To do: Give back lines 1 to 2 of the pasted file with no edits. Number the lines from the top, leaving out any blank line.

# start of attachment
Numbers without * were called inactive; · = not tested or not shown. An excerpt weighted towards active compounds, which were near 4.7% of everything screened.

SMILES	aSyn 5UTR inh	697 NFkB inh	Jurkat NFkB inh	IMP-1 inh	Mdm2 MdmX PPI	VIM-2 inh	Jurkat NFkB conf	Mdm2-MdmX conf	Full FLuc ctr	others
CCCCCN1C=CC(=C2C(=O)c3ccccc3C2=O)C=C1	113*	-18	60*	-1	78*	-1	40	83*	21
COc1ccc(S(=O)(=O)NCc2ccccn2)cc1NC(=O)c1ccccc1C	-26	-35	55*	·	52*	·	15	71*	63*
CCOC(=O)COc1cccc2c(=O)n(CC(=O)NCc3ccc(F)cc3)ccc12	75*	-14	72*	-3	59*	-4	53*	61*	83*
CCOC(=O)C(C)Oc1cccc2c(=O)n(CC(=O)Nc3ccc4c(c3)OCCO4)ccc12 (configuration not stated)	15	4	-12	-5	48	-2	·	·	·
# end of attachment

Numbers without * were called inactive; · = not tested or not shown. An excerpt weighted towards active compounds, which were near 4.7% of everything screened.

SMILES	aSyn 5UTR inh	697 NFkB inh	Jurkat NFkB inh	IMP-1 inh	Mdm2 MdmX PPI	VIM-2 inh	Jurkat NFkB conf	Mdm2-MdmX conf	Full FLuc ctr	others